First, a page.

Tips: – Disaster Assistance: Helping Yourself and Helping Others logoFEMA logo

Coalition members:

Our update this week is all about helping ourselves and helping others. There are still so many working toward recovery in the aftermath of Sandy. Please read on to learn helpful ways to assist and get assistance.

We also ask you to continue to share information in the following ways:

  1. Like and share FEMA’s Facebook page posts;
  2. Follow and retweet @ReadyDotGov tweets; and
  3. Download and share these useful apps: FEMA – AndroidApple, and Blackberry
  4. Forward this email to your friends and neighbors
INVITE friend


The SBA, in conjunction with the Federal Emergency Management Agency, is offering low-interest loans to help small businesses rebuild. Information is available on the SBA website.


Families and individuals in declared counties within New York and New Jersey, who are registered for federal disaster assistance and seeking rental resources, can search through hundreds of listings on the FEMA Housing Portal. The FEMA Housing Portal consolidates rental resources identified and provided by a variety of federal agencies and also lists rental properties provided by private organizations and property owners willing to help their neighbors during these difficult times.

Other ways that FEMA is helping include:

  • Transitional Housing Assistance
  • Housing Rental Assistance

FEMA is also bringing in contractors to perform basic repairs to thousands of storm-damaged homes in New York. These repairs will include patching holes in walls and roofs, replacing doors, running temporary electrical lines, fixing electrical meters and even repairing plumbing. Only residents in federally-declared counties, who have registered for FEMA assistance, are eligible to participate.

The first step to receive housing assistance is by registering for disaster assistance. To register for assistance by phone, please call toll-free at 1-800-621-FEMA, or 1-800-621-3362. An easy, online registration process also remains available anytime, or by using your web-enabled mobile device at


As of earlier this week, 30 Disaster Recovery Centers (DRC) are open in New York, 23 in New Jersey and seven in Connecticut and more continue to open.  FEMA is working closely with state and local officials in the hardest hit areas to identify future DRC sites that are accessible to those who need help and are large enough to handle the full suite of services. Do you or someone you know need a disaster recovery center location?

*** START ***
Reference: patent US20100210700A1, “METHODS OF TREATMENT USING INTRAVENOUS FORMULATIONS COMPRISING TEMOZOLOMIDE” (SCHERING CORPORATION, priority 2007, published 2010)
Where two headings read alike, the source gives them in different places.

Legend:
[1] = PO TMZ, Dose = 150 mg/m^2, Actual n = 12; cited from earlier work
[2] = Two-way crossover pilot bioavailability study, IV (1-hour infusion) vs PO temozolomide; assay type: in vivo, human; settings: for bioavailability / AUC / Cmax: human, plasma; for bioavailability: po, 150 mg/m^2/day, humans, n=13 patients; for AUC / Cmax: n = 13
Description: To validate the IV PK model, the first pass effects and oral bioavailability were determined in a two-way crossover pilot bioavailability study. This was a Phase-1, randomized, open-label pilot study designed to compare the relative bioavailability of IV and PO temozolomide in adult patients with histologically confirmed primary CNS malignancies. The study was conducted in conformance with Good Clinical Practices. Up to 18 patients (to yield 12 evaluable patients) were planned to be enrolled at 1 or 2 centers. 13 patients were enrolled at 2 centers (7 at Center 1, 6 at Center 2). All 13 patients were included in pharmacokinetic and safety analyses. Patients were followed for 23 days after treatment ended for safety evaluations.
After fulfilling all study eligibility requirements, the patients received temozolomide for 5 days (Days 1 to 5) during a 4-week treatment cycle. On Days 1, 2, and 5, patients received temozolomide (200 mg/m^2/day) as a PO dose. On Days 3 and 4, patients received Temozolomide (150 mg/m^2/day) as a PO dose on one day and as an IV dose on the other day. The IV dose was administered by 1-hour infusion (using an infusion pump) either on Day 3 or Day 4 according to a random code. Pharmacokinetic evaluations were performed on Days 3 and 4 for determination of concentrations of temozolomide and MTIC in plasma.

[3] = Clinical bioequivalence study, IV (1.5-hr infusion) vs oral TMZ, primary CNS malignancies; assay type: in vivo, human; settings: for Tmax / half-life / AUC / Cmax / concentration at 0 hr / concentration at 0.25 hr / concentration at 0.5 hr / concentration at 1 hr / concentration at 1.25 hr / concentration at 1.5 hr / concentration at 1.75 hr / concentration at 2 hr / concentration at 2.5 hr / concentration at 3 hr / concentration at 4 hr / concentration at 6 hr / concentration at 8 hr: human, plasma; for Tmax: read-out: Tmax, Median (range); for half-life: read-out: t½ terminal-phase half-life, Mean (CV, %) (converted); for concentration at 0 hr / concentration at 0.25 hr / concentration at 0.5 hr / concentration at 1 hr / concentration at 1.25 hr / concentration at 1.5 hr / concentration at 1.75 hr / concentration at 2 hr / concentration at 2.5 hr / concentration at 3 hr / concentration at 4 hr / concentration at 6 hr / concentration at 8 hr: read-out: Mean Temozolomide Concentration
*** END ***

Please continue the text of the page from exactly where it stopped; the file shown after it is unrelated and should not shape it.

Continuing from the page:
Here are four easy ways to find one:

  1. Search on your computer
  2. Search on your mobile phone at
  3. Text DRC and your Zip Code to 43362 (4FEMA) For example, if you live in Atlantic City, NJ you would text: DRC 08401 (standard data rates apply)
  4. Use the FEMA smartphone app and locate a DRC on the map


What do you do if you receive a letter from FEMA denying your request for disaster assistance? First of all, it does not necessarily mean your case is closed. Your letter tells you how to appeal the decision and what additional information you need to provide to FEMA, in order for your case to be reviewed again. It is important to note that survivors must submit an appeal within 60 days of the date on the determination letter they received.

To speak with someone directly about your particular situation, you may also call the helpline at 800-621-FEMA (3362) or TTY 800-462-7585 or visit a Disaster Recovery Center. Either way, you can get more information about what to do next and give FEMA information that might change the determination about your eligibility to receive federal assistance. Learn more here.


Finally, with Thanksgiving less than a week away, we wanted to share a story about veterans helping survivors on the road to recovery.

With so many New Yorkers facing the overwhelming and exhausting task of cleaning up after Hurricane Sandy, a group of former veterans known as Team Rubicon have become very popular. And rightly so.

“We were exhausted after the first few days,” said Rockaway homeowner Barbara Millet, “but they just showed up. My mother-in-law calls them angels.”

Read the whole story and watch the video here.


Editor’s note: in the newsletter that was sent last week titled: “Are You Prepared for Winter Weather Storms?” it should be noted that FEMA does not name storms. FEMA uses only the National Weather Service as its official source for storm names.

Updated: November 16, 2012 — 1:53 pm

The Author

Rich Fleetwood

Rich is the founder of SurvivalRing, now in it's 24th year, author of multimedia CDs and DVDs, loves the outdoors, his family, his geeky skill-set, and lives in rural southern Wyoming, just below the continental divide (long story, that...). Always ready to help others, he shares what he learns on multiple blogs, many social sites, and more. With a background in preparedness and survival skills, training with county, state, and national organizations, and skills in all areas of media and on air experience in live radio and television, Rich is always thinking about the "big picture", when it comes to helping individuals and families prepare for life's little surprises.

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